A good rule of thumb is to ask yourself: “Could someone on the outside looking in easily tell when I’ve achieved this?”

How will you track progress and celebrate wins? How will you prove goal attainment to your team, your partner, your stakeholders … yourself?

This could be a certain amount of revenue, or number of clients/followers/posts created. It could be a metric, like percent increase in either of those vs. a previous period.

Whatever it is, make sure it’s something that helps you track how close you are to goal attainment.

Step 3: Align it with Your Values.

We’re talking both your company values (Mission, Vision, Purpose) and your personal values.

Who are you at your core?

What feels good vs. slimy?

What feels doable vs. too scary?

What matters most to you in your life?

If your goals and values conflict, you and your team won’t be able to sustain motivation.

That’s a crucial enough point to warrant an example.

Let’s say “authenticity” and “inner peace” are high on your list of personal core values.

And let’s say your chosen marketing strategy is making dozens of posts on social. Or you’re cold-ish calling dozens of lukewarm prospects each week to try to drum up business.

Problem is, you agonize over using social media that much, because you’re really not a public person.

And you agonize over making so many phone calls to strangers, because you really prefer solitude for most of your workday.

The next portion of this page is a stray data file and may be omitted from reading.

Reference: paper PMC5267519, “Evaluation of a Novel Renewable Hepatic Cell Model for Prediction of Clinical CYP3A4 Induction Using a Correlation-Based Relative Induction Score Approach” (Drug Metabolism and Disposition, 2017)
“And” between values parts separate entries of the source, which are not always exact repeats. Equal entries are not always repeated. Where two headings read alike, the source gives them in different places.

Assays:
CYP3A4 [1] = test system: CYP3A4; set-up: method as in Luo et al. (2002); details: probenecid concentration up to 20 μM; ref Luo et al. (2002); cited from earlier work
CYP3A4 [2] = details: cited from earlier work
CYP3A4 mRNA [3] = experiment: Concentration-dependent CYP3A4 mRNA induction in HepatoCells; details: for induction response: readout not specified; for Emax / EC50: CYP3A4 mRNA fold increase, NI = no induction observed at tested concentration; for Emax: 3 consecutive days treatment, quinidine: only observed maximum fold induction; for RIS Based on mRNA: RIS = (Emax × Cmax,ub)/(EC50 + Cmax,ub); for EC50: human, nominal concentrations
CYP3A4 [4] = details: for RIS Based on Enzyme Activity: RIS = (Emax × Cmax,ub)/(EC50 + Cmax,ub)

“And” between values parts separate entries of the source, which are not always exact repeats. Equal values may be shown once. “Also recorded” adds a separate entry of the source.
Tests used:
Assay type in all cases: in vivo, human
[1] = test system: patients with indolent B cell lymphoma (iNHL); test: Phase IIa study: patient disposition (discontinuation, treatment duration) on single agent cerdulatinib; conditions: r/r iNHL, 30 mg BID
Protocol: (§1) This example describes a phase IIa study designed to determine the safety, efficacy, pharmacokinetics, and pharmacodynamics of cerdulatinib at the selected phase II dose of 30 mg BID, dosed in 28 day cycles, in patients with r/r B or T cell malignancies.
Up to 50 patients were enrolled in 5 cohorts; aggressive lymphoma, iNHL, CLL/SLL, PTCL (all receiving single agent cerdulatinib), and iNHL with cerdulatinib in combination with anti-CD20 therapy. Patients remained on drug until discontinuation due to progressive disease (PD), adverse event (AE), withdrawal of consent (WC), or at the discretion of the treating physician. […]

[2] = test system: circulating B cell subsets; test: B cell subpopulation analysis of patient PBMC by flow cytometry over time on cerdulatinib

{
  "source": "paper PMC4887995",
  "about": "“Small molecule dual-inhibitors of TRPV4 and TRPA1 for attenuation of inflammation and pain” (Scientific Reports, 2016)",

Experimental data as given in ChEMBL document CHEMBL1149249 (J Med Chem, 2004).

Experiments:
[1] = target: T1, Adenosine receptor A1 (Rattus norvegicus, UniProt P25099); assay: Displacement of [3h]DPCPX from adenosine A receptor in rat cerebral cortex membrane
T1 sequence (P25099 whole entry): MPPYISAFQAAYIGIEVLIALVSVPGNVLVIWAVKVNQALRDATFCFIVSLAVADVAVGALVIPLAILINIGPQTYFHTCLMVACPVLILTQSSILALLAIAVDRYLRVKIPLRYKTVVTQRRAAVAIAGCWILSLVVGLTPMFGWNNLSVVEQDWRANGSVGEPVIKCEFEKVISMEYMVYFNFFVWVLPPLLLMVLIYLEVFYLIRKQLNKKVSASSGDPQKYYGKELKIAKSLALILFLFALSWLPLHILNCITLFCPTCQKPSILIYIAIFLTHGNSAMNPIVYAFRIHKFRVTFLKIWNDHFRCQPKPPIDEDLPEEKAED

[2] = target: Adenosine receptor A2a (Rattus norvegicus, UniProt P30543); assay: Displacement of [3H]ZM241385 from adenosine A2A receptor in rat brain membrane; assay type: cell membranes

Can you see how those would quickly create problems with motivation and performance?

So, take some time to reflect on what really matters to you and your company. It’s crucial to ensure your goals are aligned with those values.

Step 4: Be Realistic.

This one seems pretty obvious — I know. Hear me out.

Oftentimes, we become obsessed with this Big Goal we’ve wanted for so long. So we want it now! Then we end up not thinking through how many steps are needed to get to that big place.

So here, we must evaluate what’s achievable, given your:

  • current internal resources (time, energy, motivation, money)
  • current external resources (connections, partnerships, etc.)
  • current skills
  • current experience

This doesn’t mean you’re selling yourself short; it means you’re being practical.

This is one of the most difficult steps, in my view. When we’re goal setting, we’re often so excited and inspired by the goal that we fail to accurately account for our current resources. (Or lack thereof!)

Step 5: Make it Time-Bound.

Without deadlines, our goals are just wishes. Set a specific date for when you want to achieve your goal, then make it non-negotiable.

From there, map your Big Goal into small daily action steps, so you’re progressing on it every single week.

For instance, an important part of our high performance coaching program is choosing firm goals for your business. Basically, I help you prioritize and clarify goal(s) NOW based on where you want to be in 10 years.

We reverse engineer your far-future goals until we land on Minimum Daily Actions to guide your to-dos today.

That’s a super-strategic way to keep life and business aligned (there that goes again!) with what you really want.

But you can think of it on an even smaller scale: